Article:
Aside from the obvious connectivity-dependent things, apps can do some things that websites can't do (or certainly can't do as easily), notes Todd Miller, Managing Director, The Archer Group, a web development firm. "For example, you'd need to use an app to take a picture of something -- your surroundings, a receipt, etc. -- and upload it. Apps also have access to the address book and other core smartphone functions. A mobile site can achieve limited access, including your smartphone's GPS."
Other smartphone features you need an app to access -- or that may be possible but will be much harder from a website -- include accessing the file system and path, and using the compass and accelerometer, according to Justin Smith, Manager of UX Development, thunder::tech, an integrated (online and offline) marketing agency.
When which approach makes the most sense
Your content goals, coding technology/skill sets, budget, timing, and whether you're looking to add alongside an existing system or are ready to rip-and-replace all play a role in choosing responsive/adaptive design vs. mobilized site vs. apps to reach smartphone users.
"If your goal is just to display and show content, I suggest a responsive or mobilized website," says Icreon Tech's Varghese. "If your goal is to show productivity tools, build an app."
"The value proposition is very different," says Bright & Shiny's John Armstrong. "The mobile app may do something very different from their website."
That's not necessarily bad, Armstrong claims. "Desktop is about data mining and collection -- 'lean forward,' engage and interact with the content, in 'hunter mode.' Mobile tends to be action-focused -- 'Where am I, what's available, like, say, where's the closest restaurant?' And in a mobility world, our networks and devices can push us relevant content and action. For most classic websites, that doesn't exist."
"Most people don't want to install an app just to get static information," says Michael Freeman, Senior Manager, Search, ShoreTel Sky, a cloud-based hosted-PBX service. "Our website provides information about our products, services and company, and is the main way we generate new business leads."
"You want a mobile-friendly version of your site," Freeman advises, "so that if somebody discovers it from a smartphone or tablet -- perhaps from checking email -- they've got a link that delivers a good mobile experience."
On the other hand, "A mobile app makes sense if you are trying to offer something you want smartphone owners to use on a daily basis," says Freeman. "Another reason to do something as a mobile app is if it requires a lot of interaction, like entering travel expenses."
"Building a responsive site is less expensive than doing two sites," says ShoreTel Sky's Freeman. But responsive also "means I do not have to maintain separate code bases or websites, while the look-and-feel and the user experience is consistent on any platform, and any form factor will deliver a good experience," adds Tommy Landry, President, Return On Now, an Internet marketing consultancy. Even better, my team can manage the whole site via a CMS (Content Management System), so we do not need any manual intervention from developers to make changes or launch pages."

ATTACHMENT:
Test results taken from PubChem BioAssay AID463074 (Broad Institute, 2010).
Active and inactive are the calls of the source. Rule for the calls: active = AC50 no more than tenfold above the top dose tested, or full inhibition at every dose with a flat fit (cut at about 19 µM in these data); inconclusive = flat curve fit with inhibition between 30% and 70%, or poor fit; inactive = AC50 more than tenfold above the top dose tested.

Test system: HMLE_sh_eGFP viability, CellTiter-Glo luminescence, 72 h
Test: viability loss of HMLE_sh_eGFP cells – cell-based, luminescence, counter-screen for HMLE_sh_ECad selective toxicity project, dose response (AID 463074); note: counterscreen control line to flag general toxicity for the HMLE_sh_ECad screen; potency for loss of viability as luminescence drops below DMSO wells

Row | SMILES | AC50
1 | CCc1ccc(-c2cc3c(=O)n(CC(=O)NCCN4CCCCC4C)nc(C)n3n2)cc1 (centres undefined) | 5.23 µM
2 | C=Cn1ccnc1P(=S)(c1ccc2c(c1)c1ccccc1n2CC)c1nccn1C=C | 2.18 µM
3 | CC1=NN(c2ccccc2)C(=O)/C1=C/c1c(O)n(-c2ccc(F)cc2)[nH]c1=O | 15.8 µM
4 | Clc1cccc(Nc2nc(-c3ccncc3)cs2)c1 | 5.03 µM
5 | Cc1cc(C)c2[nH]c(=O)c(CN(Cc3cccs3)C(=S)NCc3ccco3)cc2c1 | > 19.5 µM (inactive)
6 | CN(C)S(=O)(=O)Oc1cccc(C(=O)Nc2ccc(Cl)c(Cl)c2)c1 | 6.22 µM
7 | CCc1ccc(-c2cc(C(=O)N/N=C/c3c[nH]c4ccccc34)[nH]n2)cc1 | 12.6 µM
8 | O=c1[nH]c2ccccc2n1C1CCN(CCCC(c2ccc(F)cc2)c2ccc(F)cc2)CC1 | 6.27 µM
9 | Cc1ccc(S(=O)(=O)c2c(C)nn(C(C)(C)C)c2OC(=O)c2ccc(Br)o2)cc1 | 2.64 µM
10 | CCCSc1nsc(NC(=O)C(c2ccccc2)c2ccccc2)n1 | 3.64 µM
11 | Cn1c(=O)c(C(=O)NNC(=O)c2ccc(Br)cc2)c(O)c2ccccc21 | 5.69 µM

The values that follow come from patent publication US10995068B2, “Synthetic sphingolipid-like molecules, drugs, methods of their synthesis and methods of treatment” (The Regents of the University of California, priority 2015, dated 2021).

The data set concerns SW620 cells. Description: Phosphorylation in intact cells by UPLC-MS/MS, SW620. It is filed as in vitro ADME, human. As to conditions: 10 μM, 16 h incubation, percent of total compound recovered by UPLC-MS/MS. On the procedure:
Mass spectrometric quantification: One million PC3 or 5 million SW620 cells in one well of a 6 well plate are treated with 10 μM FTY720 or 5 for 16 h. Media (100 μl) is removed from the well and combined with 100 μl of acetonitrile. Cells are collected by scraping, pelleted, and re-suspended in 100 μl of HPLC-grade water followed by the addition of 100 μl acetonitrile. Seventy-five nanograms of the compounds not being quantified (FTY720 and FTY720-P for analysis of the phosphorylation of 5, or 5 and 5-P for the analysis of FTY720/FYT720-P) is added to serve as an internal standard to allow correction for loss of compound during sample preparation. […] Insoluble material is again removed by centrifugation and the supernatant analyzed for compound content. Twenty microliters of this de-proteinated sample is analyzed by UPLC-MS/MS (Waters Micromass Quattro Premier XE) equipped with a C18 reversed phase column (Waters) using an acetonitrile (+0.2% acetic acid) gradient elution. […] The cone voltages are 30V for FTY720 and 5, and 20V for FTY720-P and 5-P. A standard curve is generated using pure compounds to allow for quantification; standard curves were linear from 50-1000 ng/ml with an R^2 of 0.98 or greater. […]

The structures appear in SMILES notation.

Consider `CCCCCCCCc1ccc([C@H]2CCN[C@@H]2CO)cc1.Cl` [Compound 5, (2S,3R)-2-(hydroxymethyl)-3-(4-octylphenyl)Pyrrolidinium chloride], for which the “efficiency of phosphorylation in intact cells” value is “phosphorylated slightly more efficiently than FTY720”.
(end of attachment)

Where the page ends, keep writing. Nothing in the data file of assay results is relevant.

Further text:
While adding smartphone accessibility can't help but push up the development and testing budget, "Our web developers know JScript, CSS, and other web technologies," says Joe Gerard, VP Sales & Marketing, i-Sight, which provides configurable Case Management for Investigations. "Building apps requires a different set of language skills. And developing and testing multiple apps for 100 or more mobile device scenarios would add many times the expense versus building a browser-based application."
The cost difference to serve a mobile as well as a desktop audience?
"For a desktop-oriented website that might cost $30,000 to $50,000, adding mobile adaptivity might add another $15,000 to $25,000," ballparks Icreon Tech's Varghese. "Responsive design would cost more, because there's more work, particularly more testing involved."
Pragmatically, over time, the odds are that more new websites will take smartphones and other mobile devices into consideration from the beginning. "If we do anything, it will start out with responsive design," says Matt Howell, Global Chief Digital Officer, at advertising firm Arnold Worldwide. "There's no project that isn't at least responsive, and from there, we'll ask 'how much more important is the mobile user case?' to consider also doing adaptive design."
"A stand-alone mobile site is usually the least expensive approach, but it's probably a stopgap to going to a responsive/adaptive design," says Archer Group's Todd Miller. "Responsive design will be less expensive to maintain in the long-run. The nightmare of a mobile-only site is that you're designing for specific phones and handsets, while responsive design is more flexible."
"None of this is cheap," Accella's King stresses. "Desktop, mobile web, and apps are all different marketing channels. You have to decide where to focus your development budget.... If you have the budget, do it all. It's like other marketing channels. You should have a mobile website, native iOS and Android apps, be on Facebook, etc. If you're smaller, you have to evaluate on a case by case basis. An app may help you reach out, be a good marketing ploy."